Food labels were once meant to make things perfectly clear, so we could make good food buying decisions. However, like most governmental regulations absolute rules become quickly obfuscated. The "per serving" is the thing to watch as many manufacturers make serving size humorously low to get a better rating.
"Low Fat" can mean there's up to 3 grams of fat per serving. "Fat Free" can have 0.5 grams and still count.
"Light" can mean a number of things, from the literal (the color) to the more concrete (50% the fat of plain-label), but it can also be used to mean simply "less" calories, without any actual figures. "Low Calorie," on the other hand, must have 40 calories or less per serving, and "Fewer Calories" actually means the product must have at least 25% less calories per serving.
The term "Light" used on package labeling has absolutely nothing to do with fat, sugar, or anything else. If a product "has been a long history of use of the term," then it can keep using it regardless of nutritional content.
Any product with "organic" on its packaging or display materials must contain at least 70 percent organic ingredients. "100 Percent Organic" products must show an ingredient list, the name and address of the handler (bottler, distributor, importer, manufacturer, packer, processor) of the finished product, and the name and seal of the organic certifier. These products should contain no chemicals, additives, synthetics, pesticides or genetically engineered substances.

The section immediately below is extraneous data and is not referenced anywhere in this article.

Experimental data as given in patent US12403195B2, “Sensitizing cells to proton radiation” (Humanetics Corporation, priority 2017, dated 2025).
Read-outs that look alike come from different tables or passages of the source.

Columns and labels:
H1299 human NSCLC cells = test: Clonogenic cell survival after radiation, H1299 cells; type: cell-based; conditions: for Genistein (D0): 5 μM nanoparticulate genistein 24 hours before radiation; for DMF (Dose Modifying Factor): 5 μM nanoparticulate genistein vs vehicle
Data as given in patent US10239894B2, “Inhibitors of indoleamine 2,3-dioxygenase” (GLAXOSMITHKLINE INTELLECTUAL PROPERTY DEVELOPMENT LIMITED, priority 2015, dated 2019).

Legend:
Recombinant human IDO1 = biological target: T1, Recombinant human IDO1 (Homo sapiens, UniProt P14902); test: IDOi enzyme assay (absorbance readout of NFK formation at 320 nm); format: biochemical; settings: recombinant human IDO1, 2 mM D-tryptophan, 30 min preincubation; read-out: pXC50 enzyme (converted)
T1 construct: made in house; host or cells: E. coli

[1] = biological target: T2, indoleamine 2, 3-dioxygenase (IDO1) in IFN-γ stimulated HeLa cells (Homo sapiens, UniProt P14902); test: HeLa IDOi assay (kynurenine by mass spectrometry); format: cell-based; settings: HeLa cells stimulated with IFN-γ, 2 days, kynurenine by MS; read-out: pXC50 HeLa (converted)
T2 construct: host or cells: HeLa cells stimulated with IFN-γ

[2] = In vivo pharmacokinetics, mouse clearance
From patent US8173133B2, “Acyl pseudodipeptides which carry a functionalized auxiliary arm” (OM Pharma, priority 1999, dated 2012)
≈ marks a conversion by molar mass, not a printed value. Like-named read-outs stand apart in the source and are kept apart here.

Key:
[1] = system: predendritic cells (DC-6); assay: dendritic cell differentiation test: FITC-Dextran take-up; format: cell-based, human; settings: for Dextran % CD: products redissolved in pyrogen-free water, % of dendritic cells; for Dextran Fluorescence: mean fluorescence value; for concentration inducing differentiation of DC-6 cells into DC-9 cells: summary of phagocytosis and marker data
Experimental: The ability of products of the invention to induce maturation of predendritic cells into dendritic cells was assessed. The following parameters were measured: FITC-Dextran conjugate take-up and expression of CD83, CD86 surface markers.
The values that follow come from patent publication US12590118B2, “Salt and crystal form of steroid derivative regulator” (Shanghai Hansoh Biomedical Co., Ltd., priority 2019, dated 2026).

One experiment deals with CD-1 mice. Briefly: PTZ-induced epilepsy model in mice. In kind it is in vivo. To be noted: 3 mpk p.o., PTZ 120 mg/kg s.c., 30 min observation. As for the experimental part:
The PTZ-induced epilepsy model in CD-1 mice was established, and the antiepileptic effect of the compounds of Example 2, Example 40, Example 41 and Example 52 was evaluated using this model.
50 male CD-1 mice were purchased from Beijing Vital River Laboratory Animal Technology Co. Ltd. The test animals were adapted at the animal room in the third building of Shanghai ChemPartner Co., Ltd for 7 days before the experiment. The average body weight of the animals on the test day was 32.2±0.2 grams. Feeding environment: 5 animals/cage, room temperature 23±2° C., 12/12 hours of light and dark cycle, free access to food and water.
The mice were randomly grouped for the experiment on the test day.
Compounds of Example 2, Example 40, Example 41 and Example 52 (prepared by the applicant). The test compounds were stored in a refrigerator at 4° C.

"USDA Organic" products must contain at least 95 percent organic ingredients. The label must contain a list that identifies the organic, as well as the non-organic, ingredients in the product, and the name of the organic certifier.
"Made With Organic" products must contain at least 70 percent organic ingredients. The label must contain a list that identifies the organic, as well as the non-organic, ingredients in the product, along with the name of the organic certifier.